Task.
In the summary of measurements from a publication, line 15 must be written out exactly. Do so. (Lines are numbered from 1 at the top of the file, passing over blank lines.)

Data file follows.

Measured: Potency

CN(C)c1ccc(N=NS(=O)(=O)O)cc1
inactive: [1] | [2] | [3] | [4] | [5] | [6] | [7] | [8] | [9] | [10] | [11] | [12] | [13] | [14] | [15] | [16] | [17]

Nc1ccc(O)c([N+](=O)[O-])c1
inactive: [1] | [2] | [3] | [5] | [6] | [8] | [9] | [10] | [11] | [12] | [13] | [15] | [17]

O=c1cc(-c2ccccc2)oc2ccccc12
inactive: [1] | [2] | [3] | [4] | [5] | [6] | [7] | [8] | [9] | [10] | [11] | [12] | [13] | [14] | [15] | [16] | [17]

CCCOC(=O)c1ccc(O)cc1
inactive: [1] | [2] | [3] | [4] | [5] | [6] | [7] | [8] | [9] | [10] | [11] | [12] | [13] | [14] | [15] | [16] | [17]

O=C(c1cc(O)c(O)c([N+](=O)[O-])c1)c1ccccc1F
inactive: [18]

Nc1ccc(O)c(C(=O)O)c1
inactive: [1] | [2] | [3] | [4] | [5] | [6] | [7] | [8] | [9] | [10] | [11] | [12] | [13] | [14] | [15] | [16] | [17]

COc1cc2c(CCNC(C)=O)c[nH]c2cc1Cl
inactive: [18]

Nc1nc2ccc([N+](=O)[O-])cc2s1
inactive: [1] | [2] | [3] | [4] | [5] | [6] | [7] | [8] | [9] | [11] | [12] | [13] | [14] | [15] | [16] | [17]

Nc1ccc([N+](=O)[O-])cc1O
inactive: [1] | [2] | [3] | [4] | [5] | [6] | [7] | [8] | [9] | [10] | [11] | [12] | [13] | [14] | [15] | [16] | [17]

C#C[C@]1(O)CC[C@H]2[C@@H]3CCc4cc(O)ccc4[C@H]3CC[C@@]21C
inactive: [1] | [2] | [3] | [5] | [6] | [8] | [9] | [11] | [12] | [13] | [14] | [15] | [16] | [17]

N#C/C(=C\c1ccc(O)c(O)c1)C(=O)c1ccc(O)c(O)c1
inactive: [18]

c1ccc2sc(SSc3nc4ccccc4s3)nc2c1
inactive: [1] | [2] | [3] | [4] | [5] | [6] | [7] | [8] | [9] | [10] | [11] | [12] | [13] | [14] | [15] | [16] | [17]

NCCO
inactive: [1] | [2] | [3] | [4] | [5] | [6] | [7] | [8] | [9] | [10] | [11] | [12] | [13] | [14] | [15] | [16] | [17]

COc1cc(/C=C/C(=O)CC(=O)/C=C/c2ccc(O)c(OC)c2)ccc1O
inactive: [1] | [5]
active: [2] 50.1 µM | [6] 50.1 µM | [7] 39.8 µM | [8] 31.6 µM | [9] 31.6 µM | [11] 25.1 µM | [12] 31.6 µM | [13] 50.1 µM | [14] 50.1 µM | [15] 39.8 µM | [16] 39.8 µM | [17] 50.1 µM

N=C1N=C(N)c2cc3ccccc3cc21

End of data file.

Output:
inactive: [18]